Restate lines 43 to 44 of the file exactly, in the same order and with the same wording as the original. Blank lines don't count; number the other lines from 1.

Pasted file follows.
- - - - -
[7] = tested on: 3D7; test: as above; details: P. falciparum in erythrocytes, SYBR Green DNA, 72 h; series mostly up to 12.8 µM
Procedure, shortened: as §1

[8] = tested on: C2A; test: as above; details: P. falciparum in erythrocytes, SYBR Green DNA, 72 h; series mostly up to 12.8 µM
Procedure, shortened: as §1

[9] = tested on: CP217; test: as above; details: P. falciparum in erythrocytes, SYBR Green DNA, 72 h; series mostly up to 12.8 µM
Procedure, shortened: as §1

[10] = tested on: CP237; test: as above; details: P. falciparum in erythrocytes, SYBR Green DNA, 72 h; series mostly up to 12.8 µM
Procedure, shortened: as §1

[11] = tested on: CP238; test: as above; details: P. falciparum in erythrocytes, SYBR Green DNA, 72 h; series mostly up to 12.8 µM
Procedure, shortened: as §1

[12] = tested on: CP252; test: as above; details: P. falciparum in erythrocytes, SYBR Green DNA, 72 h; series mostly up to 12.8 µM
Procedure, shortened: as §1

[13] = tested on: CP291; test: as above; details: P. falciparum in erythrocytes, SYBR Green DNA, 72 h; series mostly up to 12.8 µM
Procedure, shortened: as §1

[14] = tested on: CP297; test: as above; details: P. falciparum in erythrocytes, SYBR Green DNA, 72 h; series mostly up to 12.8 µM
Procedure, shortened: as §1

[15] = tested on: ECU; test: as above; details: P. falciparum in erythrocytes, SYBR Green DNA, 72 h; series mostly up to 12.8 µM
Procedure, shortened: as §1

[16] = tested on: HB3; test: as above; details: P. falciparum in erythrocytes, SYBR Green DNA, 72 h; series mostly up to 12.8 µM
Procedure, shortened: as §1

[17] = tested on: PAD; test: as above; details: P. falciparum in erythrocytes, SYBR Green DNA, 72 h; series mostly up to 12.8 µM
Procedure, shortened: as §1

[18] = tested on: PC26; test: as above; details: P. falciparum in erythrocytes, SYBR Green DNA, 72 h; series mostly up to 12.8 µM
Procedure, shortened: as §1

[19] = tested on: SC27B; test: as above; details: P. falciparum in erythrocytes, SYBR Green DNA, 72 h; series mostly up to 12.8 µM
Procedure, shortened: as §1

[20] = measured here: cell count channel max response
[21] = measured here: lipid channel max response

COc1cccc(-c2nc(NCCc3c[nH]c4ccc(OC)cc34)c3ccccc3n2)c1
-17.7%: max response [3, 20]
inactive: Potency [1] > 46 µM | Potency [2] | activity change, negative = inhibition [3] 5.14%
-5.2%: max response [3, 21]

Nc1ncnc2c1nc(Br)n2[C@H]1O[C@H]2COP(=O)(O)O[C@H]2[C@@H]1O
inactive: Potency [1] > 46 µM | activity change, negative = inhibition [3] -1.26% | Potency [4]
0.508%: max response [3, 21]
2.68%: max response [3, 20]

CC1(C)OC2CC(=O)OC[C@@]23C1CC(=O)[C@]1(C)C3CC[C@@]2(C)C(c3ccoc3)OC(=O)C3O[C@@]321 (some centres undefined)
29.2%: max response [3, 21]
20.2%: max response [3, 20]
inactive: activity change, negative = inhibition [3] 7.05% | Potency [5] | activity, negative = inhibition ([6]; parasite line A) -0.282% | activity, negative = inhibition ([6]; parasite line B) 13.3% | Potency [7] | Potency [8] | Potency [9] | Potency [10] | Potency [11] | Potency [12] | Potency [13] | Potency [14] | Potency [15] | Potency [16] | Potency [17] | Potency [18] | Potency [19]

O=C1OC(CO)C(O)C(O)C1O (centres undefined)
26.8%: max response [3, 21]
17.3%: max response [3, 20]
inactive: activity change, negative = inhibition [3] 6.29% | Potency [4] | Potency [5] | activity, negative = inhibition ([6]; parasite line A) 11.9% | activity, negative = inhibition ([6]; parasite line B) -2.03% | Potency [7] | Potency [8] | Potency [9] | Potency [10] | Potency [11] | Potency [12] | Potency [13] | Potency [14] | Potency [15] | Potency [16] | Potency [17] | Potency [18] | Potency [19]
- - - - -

17.3%: max response [3, 20]
inactive: activity change, negative = inhibition [3] 6.29% | Potency [4] | Potency [5] | activity, negative = inhibition ([6]; parasite line A) 11.9% | activity, negative = inhibition ([6]; parasite line B) -2.03% | Potency [7] | Potency [8] | Potency [9] | Potency [10] | Potency [11] | Potency [12] | Potency [13] | Potency [14] | Potency [15] | Potency [16] | Potency [17] | Potency [18] | Potency [19]